“Interior deportations”—that is, of illegal invaders inside the U.S.—totaled 65,332 out of an estimated population of 12 illegal million aliens, a ten-year low, a new analysis of the latest U.S. Department of Homeland Security (DHS) has revealed.
Director of Policy Studies at the Center for Immigration Studies, Jessica Vaughn, also panned the latest DHS report, remarking that “if there were an award for government reports that aim to obfuscate and spin, I would nominate this one.”
“On Friday, December 30, the last work day of the calendar year, on the eve of a holiday weekend, the Department of Homeland Security released a report on ICE enforcement statistics for the 2016 fiscal year, which ended September 30,” Vaughn wrote.
“It’s no wonder that they waited for a day when hardly a soul was paying attention; the numbers for ICE are abysmal, even worse than 2015,” she wrote, pointing out that on the same day, the DHS also released two editions (here and here) of a new annual report on immigration enforcement from the Office of Immigration Statistics (OIS).
Traditionally, Vaughn explained, the annual enforcement reports have provided a summary of basic statistics from all three DHS enforcement agencies.
“This year, under the supervision of new OIS Director Marc Rosenblum, the reports contain only a fraction of the vital statistics that traditionally have been published, and serve mainly as a report card on how well the enforcement agencies adhered to the contrived and restrictive prioritization scheme imposed on them in 2014,” she continued.
Vaughn identified the key findings as follows:
* Deportations credited to Immigration and Customs Enforcement (ICE) in 2016 increased by 2 percent, but all of the increase came from cases of aliens arrested by the Border Patrol, not interior enforcement.
* Interior deportations fell from 69,478 in 2015 to 65,332 in 2016, out of a population of illegal aliens now estimated at 12 million.
* Deportations of criminal aliens fell from 63,127 in 2015 to 60,318 in 2016, out of an estimated population of two million criminal aliens.
* The total number of deportations under the Obama administration is not easily comparable to prior administrations because of the number of border cases included, but it certainly is not record-breaking, as Obama has claimed.
* The DHS has maintained that Customs and Border Protection (CBP) arrests have always been a large share of ICE deportations, but in fact this is a new development under the Obama administration. In prior administrations only a third of deportations credited to ICE were border cases; now about two-thirds are border cases.
In 2016, Vaughn’s analysis continued, ICE removed a total of 240,255 aliens. This statistic counts all deportations (removals and returns) that are credited to ICE, and includes both border and interior cases handled by ICE.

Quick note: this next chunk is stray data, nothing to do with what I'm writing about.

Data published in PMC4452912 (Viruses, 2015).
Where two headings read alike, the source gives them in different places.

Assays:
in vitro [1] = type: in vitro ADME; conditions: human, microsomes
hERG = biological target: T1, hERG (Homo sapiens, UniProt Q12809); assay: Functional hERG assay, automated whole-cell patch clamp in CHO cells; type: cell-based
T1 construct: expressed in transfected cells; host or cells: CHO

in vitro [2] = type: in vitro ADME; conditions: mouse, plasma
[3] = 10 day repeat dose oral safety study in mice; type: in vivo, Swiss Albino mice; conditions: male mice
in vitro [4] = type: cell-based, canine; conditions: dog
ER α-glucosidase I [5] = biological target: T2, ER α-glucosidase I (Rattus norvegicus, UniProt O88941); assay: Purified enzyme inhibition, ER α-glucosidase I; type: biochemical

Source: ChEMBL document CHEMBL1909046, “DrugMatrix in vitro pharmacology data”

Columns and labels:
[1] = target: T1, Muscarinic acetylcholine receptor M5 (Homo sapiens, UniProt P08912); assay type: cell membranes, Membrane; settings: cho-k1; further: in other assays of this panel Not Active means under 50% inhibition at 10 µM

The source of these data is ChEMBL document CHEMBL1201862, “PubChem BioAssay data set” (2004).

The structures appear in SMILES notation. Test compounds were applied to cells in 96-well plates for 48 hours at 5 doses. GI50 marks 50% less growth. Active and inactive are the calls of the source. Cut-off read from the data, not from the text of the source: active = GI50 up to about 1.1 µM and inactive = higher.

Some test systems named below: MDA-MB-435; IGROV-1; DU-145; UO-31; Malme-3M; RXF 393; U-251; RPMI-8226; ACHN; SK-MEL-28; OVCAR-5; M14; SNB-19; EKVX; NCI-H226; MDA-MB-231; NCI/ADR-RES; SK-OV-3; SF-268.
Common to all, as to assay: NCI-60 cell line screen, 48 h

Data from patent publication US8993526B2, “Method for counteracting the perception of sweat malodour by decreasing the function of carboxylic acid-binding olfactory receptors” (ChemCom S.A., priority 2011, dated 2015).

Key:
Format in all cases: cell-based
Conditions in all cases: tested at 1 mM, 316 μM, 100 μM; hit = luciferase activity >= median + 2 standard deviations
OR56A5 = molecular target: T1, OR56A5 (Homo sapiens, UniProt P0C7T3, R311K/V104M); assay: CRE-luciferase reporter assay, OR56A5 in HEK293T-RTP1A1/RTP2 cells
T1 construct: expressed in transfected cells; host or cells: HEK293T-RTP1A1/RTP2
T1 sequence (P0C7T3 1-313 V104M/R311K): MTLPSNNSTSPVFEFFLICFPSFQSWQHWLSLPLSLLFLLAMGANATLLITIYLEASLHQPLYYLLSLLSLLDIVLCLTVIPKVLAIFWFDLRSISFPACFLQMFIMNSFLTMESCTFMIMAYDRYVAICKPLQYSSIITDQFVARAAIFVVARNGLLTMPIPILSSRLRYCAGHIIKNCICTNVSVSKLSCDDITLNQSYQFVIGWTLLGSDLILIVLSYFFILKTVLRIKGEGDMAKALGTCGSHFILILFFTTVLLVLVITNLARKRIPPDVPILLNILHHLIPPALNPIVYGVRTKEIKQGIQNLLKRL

“It is just 2 percent higher (4,842 more) than 2015, when ICE removed 235,413 aliens. The number is 24 percent lower than 2014, and 41 percent lower than the peak number of deportations credited to ICE in 2012. It is the lowest number of deportations credited to ICE since 2006.”
“What little growth there was in deportations credited to ICE was the result of a higher number of cases turned over to ICE after apprehension by the Border Patrol, not more interior enforcement.
“ICE removed 65,332 aliens from the interior in 2016. That is a decline of 6 percent from 2015 and down 73 percent from 2009, the year President Obama took office.”
Nearly all (98 percent) of the aliens removed from the interior in 2016 were convicted criminals. The report emphasizes that the percentage of interior removals who are criminals has been increasing, but never mentions that the actual number of criminals removed has been declining.
In 2016, ICE removed 60,318 criminal aliens from the interior. This is a decline of 4 percent from 2015 and a decline of 60 percent from the peak in interior criminal alien removals in 2010.
Vaughn explained the reason for the massive drop: the Obama administration’s “prioritization scheme that has steadily narrowed the types of cases that ICE officers are permitted to pursue.”
These policies have, she explained, “exempted all but the most egregious alien offenders from deportation. Currently only aliens convicted of felonies, significant misdemeanors, or three lesser misdemeanors are considered priorities, and exceptions are allowed in many cases, such as if the alien has acquired a family or other community ties here.”
“Under Obama, a much larger number of Border Patrol cases were transferred to ICE for processing than had been the case under prior administrations.
“In 2008, the last year of the George W. Bush administration, just over a third of deportations credited to ICE were border cases, and two-thirds were interior cases. In 2016, more than two-thirds of the deportation cases credited to ICE were border cases, and less than a third were interior cases.